Between the third and fourth whiskies we were given opportunity to get another pint and go for a cigarette, with the reassurance from our host that the whiskies will power through any dulling that 10 minutes smoking can do to the taste buds. So down to the bar for a pint of Summer Wine Barista - an espresso stout of monumental coffee-osity - before returning to the upstairs parlour.
As promised these two were bold, punchy and above all delicious. The Karuizawa, a whisky with 'no age statement' (a dirty phrase between the more traditional whisky drinkers), is a demerara sweet sherried whisky. The whisky is compiled from 77 different sherry casks to create this dark in colour and vibrant in flavour dram of light ginger spice, while at the same time possessing the body of a good red wine that stays on the tongue sweetly and luxuriously.
As with most tastings the night ends on lofty heights with the multi award winning Yamazaki 18 year, a Pedro Ximinez aged gorgeously balanced fruity number. The nose tingles with apples and hints of pear. Its depth and complexity build as you hold it in the mouth and let it wash over the tongue and down the throat, as in the last movement of Beethoven's glorious Symphony No. 9, where the entire spectacle comes to an end with a chorus of a thousand. The long yet dainty fruit-filled finish stays in the mouth long after sending the delightful spirit to the stomach. Divine.
Accompanying each of the whiskies was a simply stunning handmade piece of sushi (one of Ed's hidden talents) - it tasted as good as it looked. See for yourself just how good!
We may have "accidentally" booked ourselves onto another two future tastings, and we can't wait to see what the next one will bring.

Monday, 10 March 2014

French dip salt beef sandwich

As you may have noticed through many a previous post, I am a little bit of a fan of salt beef and pastrami, so when LoveSaltBeef asked me if I thought a variation on the classic French dip sandwich would work, there was only one thing for it: to the butchers!

Essentially a French dip sandwich comprises roast beef, with the bread dipped into a thin but delicious stock or gravy. The difference I took at this point is that instead of a plain stock I felt that the salted meat needed a bit of contrast in the form of mustard heat and a little hint of vinegar sourness.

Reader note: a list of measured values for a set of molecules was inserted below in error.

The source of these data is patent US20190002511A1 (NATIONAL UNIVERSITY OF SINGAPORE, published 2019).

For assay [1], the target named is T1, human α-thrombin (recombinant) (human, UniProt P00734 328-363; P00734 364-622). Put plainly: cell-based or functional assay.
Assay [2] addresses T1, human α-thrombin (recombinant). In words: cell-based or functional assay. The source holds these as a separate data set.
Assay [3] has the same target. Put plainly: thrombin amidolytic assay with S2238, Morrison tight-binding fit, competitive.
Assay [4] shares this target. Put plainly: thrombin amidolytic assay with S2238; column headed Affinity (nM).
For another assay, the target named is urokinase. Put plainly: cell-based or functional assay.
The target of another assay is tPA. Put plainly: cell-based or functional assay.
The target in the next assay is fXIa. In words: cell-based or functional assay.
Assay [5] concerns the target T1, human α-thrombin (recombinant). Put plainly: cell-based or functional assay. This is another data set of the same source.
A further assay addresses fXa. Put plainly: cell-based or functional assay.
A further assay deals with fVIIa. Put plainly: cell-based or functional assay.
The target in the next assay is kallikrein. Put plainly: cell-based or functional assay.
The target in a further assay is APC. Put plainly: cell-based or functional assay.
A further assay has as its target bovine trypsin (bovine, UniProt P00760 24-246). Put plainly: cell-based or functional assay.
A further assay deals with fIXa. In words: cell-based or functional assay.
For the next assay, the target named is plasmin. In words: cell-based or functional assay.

While I won't go into the creation of salt beef this time (my recipes for which can be found here and here) I will instead show you my take on the gravy and construction of the sandwich.

This recipe makes two hearty sandwiches.

The gravy

1 medium onion
1/2 stick celery
Olive oil for frying
2 large teaspoons mustard (to taste - I used a wholegrain variety with chilli)
2 tablespoons cider vinegar
Half a pint of good quality beef stock

Fry off the onion and celery until they become limp on a low heat, then turn the heat up and add the mustard. Fry for about 30 seconds, or until the mustard burns the top of your nose, at which point add the vinegar and cook off some of the intensity, again for around another 30 seconds.

To this pungent blend add the stock and bring to a simmer for around 10 minutes. This will allow the vegetables to finish softening and will reduce the mixture slightly. During this time, slice the meat into thick juicy slices and add to the gravy for the last minute or so, with the heat turned low.

As the meat is slowly warming in the gravy, prep the bread. For this I used soft white breadcakes. This is where personal choice comes in, with the amount of liquid you want on your sandwich. Starting with a little dip of just the lid of the sandwich (my wife's choice) to the whole ensemble being served in a Turkish bath of steaming hot meat gravy. Or simply grab the full meaty arrangement in some tongs and plunge it into the pan of meat juices and serve.

As a Yorkshireman this combination of bread and gravy is perfection, normally reserved for the last wonderful moments on a Sunday roast, but which can now be appreciated in full blown sandwich form.